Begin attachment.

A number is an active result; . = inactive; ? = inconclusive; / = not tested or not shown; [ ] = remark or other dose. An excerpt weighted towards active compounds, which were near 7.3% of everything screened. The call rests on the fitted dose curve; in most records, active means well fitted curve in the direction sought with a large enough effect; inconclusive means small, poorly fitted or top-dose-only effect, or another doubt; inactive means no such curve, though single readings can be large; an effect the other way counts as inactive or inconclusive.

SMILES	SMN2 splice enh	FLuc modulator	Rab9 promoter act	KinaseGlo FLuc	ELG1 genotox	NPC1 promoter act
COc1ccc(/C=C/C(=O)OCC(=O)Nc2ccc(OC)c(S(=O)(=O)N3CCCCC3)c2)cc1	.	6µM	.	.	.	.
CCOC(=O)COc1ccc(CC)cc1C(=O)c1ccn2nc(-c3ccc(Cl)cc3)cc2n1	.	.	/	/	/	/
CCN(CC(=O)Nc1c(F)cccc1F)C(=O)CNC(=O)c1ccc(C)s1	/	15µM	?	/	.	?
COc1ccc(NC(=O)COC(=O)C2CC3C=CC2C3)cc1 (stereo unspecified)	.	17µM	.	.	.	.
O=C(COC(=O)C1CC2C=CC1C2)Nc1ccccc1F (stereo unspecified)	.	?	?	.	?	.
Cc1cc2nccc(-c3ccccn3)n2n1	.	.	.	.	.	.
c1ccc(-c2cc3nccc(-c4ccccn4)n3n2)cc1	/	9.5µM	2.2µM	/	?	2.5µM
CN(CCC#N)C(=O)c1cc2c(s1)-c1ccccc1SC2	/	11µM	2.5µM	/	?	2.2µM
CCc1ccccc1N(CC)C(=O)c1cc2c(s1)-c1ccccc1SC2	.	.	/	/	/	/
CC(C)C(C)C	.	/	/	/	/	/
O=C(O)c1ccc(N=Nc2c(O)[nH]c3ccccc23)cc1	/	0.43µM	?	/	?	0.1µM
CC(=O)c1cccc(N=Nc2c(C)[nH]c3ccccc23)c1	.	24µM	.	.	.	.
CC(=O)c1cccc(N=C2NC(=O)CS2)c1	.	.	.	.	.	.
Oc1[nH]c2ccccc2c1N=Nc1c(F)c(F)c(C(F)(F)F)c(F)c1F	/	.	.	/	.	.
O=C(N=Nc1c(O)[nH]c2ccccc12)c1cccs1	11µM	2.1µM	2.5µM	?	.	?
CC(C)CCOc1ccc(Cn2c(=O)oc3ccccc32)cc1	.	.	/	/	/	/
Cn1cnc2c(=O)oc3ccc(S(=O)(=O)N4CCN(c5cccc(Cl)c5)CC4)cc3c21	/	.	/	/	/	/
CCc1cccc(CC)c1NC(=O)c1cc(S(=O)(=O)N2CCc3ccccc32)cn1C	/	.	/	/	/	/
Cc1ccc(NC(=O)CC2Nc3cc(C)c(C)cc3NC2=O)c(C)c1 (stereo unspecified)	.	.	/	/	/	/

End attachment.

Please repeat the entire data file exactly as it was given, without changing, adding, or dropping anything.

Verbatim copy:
A number is an active result; . = inactive; ? = inconclusive; / = not tested or not shown; [ ] = remark or other dose. An excerpt weighted towards active compounds, which were near 7.3% of everything screened. The call rests on the fitted dose curve; in most records, active means well fitted curve in the direction sought with a large enough effect; inconclusive means small, poorly fitted or top-dose-only effect, or another doubt; inactive means no such curve, though single readings can be large; an effect the other way counts as inactive or inconclusive.

SMILES	SMN2 splice enh	FLuc modulator	Rab9 promoter act	KinaseGlo FLuc	ELG1 genotox	NPC1 promoter act
COc1ccc(/C=C/C(=O)OCC(=O)Nc2ccc(OC)c(S(=O)(=O)N3CCCCC3)c2)cc1	.	6µM	.	.	.	.
CCOC(=O)COc1ccc(CC)cc1C(=O)c1ccn2nc(-c3ccc(Cl)cc3)cc2n1	.	.	/	/	/	/
CCN(CC(=O)Nc1c(F)cccc1F)C(=O)CNC(=O)c1ccc(C)s1	/	15µM	?	/	.	?
COc1ccc(NC(=O)COC(=O)C2CC3C=CC2C3)cc1 (stereo unspecified)	.	17µM	.	.	.	.
O=C(COC(=O)C1CC2C=CC1C2)Nc1ccccc1F (stereo unspecified)	.	?	?	.	?	.
Cc1cc2nccc(-c3ccccn3)n2n1	.	.	.	.	.	.
c1ccc(-c2cc3nccc(-c4ccccn4)n3n2)cc1	/	9.5µM	2.2µM	/	?	2.5µM
CN(CCC#N)C(=O)c1cc2c(s1)-c1ccccc1SC2	/	11µM	2.5µM	/	?	2.2µM
CCc1ccccc1N(CC)C(=O)c1cc2c(s1)-c1ccccc1SC2	.	.	/	/	/	/
CC(C)C(C)C	.	/	/	/	/	/
O=C(O)c1ccc(N=Nc2c(O)[nH]c3ccccc23)cc1	/	0.43µM	?	/	?	0.1µM
CC(=O)c1cccc(N=Nc2c(C)[nH]c3ccccc23)c1	.	24µM	.	.	.	.
CC(=O)c1cccc(N=C2NC(=O)CS2)c1	.	.	.	.	.	.
Oc1[nH]c2ccccc2c1N=Nc1c(F)c(F)c(C(F)(F)F)c(F)c1F	/	.	.	/	.	.
O=C(N=Nc1c(O)[nH]c2ccccc12)c1cccs1	11µM	2.1µM	2.5µM	?	.	?
CC(C)CCOc1ccc(Cn2c(=O)oc3ccccc32)cc1	.	.	/	/	/	/
Cn1cnc2c(=O)oc3ccc(S(=O)(=O)N4CCN(c5cccc(Cl)c5)CC4)cc3c21	/	.	/	/	/	/
CCc1cccc(CC)c1NC(=O)c1cc(S(=O)(=O)N2CCc3ccccc32)cn1C	/	.	/	/	/	/
Cc1ccc(NC(=O)CC2Nc3cc(C)c(C)cc3NC2=O)c(C)c1 (stereo unspecified)	.	.	/	/	/	/